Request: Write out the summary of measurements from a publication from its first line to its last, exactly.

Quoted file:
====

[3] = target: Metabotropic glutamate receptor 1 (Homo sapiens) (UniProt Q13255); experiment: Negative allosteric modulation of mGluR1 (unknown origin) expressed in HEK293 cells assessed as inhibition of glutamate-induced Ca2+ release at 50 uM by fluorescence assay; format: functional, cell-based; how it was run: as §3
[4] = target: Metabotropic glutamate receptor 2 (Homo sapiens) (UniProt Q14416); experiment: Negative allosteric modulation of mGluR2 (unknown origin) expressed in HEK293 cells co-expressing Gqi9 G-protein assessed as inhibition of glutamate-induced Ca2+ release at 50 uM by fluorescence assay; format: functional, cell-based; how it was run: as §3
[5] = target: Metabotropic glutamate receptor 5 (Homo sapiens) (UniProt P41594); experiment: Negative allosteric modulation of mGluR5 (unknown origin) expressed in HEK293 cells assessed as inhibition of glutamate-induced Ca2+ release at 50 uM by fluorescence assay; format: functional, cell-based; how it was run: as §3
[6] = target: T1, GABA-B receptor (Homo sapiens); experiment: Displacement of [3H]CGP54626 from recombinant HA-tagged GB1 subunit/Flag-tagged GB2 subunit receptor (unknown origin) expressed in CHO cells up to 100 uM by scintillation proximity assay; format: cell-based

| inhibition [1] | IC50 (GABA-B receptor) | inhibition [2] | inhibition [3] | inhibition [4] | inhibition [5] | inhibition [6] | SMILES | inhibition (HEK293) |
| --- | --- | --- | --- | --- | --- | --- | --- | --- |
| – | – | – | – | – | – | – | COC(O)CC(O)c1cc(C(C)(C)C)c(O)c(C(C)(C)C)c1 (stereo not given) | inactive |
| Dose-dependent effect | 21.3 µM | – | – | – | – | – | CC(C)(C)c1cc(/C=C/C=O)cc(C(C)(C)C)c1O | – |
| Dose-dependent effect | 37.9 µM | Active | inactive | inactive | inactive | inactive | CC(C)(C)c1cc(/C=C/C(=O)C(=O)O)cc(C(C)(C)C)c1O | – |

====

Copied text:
[3] = target: Metabotropic glutamate receptor 1 (Homo sapiens) (UniProt Q13255); experiment: Negative allosteric modulation of mGluR1 (unknown origin) expressed in HEK293 cells assessed as inhibition of glutamate-induced Ca2+ release at 50 uM by fluorescence assay; format: functional, cell-based; how it was run: as §3
[4] = target: Metabotropic glutamate receptor 2 (Homo sapiens) (UniProt Q14416); experiment: Negative allosteric modulation of mGluR2 (unknown origin) expressed in HEK293 cells co-expressing Gqi9 G-protein assessed as inhibition of glutamate-induced Ca2+ release at 50 uM by fluorescence assay; format: functional, cell-based; how it was run: as §3
[5] = target: Metabotropic glutamate receptor 5 (Homo sapiens) (UniProt P41594); experiment: Negative allosteric modulation of mGluR5 (unknown origin) expressed in HEK293 cells assessed as inhibition of glutamate-induced Ca2+ release at 50 uM by fluorescence assay; format: functional, cell-based; how it was run: as §3
[6] = target: T1, GABA-B receptor (Homo sapiens); experiment: Displacement of [3H]CGP54626 from recombinant HA-tagged GB1 subunit/Flag-tagged GB2 subunit receptor (unknown origin) expressed in CHO cells up to 100 uM by scintillation proximity assay; format: cell-based

| inhibition [1] | IC50 (GABA-B receptor) | inhibition [2] | inhibition [3] | inhibition [4] | inhibition [5] | inhibition [6] | SMILES | inhibition (HEK293) |
| --- | --- | --- | --- | --- | --- | --- | --- | --- |
| – | – | – | – | – | – | – | COC(O)CC(O)c1cc(C(C)(C)C)c(O)c(C(C)(C)C)c1 (stereo not given) | inactive |
| Dose-dependent effect | 21.3 µM | – | – | – | – | – | CC(C)(C)c1cc(/C=C/C=O)cc(C(C)(C)C)c1O | – |
| Dose-dependent effect | 37.9 µM | Active | inactive | inactive | inactive | inactive | CC(C)(C)c1cc(/C=C/C(=O)C(=O)O)cc(C(C)(C)C)c1O | – |